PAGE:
Many new mothers experience a strong learning curve with regard to breastfeeding. It can take two or three weeks for a mother to truly learn the ropes. Some mothers may even think it is more cost-effective, convenient, and less invasive to bottle-feed their babies instead of breastfeeding. However, breastfeeding poses several lifelong benefits not only for the child but also for the mother. Jessica Donahue, RN, international board-certified lactation specialist at Baptist Health Women's and Children's Center, has spent the last 25 years teaching mothers about the benefits of breastfeeding and dispelling the myths many mothers have about feeding their newborns.
Can you figure out which statements are myths and which are facts?
Myth or fact? Breast milk decreases infections in babies.
Fact! "This is one of the biggest benefits of breastfeeding and one of the primary reasons that mothers who choose to breastfeed do so," Jessica says. "Normal full-term newborns who breastfeed have 50% fewer ear infections and 64% fewer GI infections, like the stomach virus." For premature babies who are breastfed, the benefits are even greater.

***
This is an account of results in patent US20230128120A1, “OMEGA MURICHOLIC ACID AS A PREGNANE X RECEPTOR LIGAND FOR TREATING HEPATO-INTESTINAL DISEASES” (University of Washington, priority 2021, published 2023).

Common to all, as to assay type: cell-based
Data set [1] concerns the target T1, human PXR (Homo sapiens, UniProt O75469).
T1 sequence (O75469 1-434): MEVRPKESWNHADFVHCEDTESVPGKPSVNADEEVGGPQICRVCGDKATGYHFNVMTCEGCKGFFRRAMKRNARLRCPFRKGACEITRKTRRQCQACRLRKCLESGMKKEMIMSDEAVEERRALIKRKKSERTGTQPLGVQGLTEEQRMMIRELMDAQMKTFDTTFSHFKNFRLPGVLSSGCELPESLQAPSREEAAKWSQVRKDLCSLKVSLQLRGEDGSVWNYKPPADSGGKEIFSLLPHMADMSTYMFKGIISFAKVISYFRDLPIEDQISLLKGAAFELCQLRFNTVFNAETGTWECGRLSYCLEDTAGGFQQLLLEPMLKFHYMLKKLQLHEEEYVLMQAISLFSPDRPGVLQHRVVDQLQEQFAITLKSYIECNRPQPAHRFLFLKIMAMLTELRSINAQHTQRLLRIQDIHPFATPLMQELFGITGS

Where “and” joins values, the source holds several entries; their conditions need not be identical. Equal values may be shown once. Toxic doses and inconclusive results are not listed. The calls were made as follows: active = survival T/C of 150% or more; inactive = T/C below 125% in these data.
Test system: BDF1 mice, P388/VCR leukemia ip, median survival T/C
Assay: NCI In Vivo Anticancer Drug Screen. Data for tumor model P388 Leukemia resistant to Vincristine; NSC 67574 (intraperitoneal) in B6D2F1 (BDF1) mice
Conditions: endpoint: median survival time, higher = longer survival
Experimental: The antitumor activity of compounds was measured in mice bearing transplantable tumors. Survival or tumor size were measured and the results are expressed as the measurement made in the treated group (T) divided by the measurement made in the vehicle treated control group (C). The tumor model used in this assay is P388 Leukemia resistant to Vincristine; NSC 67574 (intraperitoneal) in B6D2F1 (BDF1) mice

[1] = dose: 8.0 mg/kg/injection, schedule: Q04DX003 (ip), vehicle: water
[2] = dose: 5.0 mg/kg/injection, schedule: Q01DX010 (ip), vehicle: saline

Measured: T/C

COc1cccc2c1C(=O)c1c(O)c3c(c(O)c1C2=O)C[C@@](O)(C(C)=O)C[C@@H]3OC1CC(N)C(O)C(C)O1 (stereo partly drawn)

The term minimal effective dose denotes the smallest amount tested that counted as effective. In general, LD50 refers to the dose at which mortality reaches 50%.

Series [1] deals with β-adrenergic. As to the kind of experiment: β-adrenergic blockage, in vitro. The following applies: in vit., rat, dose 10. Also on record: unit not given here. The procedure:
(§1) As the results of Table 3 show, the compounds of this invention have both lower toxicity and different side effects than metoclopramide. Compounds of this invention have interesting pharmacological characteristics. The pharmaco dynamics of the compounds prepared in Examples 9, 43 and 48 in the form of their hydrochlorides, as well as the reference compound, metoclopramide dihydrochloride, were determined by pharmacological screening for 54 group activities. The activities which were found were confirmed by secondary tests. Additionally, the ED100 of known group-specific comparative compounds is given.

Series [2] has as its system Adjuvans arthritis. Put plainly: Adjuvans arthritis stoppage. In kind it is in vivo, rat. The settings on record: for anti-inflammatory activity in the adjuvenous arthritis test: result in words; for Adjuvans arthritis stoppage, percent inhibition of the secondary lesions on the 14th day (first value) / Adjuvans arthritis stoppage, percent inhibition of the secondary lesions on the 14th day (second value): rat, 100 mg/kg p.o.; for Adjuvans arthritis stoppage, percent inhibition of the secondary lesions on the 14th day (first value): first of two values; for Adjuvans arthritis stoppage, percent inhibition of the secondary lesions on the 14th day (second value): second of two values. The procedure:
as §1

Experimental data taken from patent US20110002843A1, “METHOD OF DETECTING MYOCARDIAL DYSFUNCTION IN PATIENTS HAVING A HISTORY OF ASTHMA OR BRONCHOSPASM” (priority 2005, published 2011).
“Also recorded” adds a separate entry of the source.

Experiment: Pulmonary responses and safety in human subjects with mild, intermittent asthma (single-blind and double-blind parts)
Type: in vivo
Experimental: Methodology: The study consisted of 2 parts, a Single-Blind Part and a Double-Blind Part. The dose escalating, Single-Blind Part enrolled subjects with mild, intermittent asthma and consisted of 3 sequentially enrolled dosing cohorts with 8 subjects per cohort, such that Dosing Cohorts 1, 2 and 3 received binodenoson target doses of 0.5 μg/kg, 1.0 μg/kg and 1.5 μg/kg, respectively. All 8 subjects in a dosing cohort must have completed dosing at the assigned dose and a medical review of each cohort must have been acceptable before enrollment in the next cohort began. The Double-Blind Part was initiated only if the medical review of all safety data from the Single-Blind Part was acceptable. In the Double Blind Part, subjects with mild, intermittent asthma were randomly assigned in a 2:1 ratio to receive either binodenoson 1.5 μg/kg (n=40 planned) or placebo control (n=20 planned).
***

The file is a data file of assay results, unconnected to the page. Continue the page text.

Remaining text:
Myth or fact? Benefits from breast milk stop when a mother stops breastfeeding.
Myth! "Breast milk provides lifelong benefits," Jessica says. "One of the biggest misconceptions mothers have is that the benefits to their baby stop once they finish breastfeeding. Really, you're just scratching the surface." Over the course of a child's lifetime, breast milk prevents them from developing asthma by 30% and decreases childhood obesity and obesity later in life by 20%. "The longer a baby is breastfed, the more benefits occur later in life," Jessica adds.
Myth or fact? A mother's breast milk stays the same throughout her life.
Myth! "Human breast milk is species-specific and custom-ordered every meal just for your baby. Nobody else's," Jessica says.
The composition, color, volume, and taste can change in response to various internal and external factors the baby and mother experience.
"A mother's milk has been augmented to protect her baby from everything she has been exposed to in her lifetime. Her milk is the exact right blend of fats, proteins, carbohydrates, enzymes, minerals, and more for her specific child." Breast milk adapts from one feeding cycle to the next to accommodate a baby's growing needs.
Myth or fact? Breast milk provides more than just nutrients to a baby's body.
Fact! "Breast milk nurtures the microbiome with beneficial bacteria until it is fully mature. Beneficial gut bacteria play a role in lowering the risk of chronic diseases like asthma, obesity, allergies, dermatitis, inflammatory bowel disease, and neurodevelopmental disorders," Jessica says.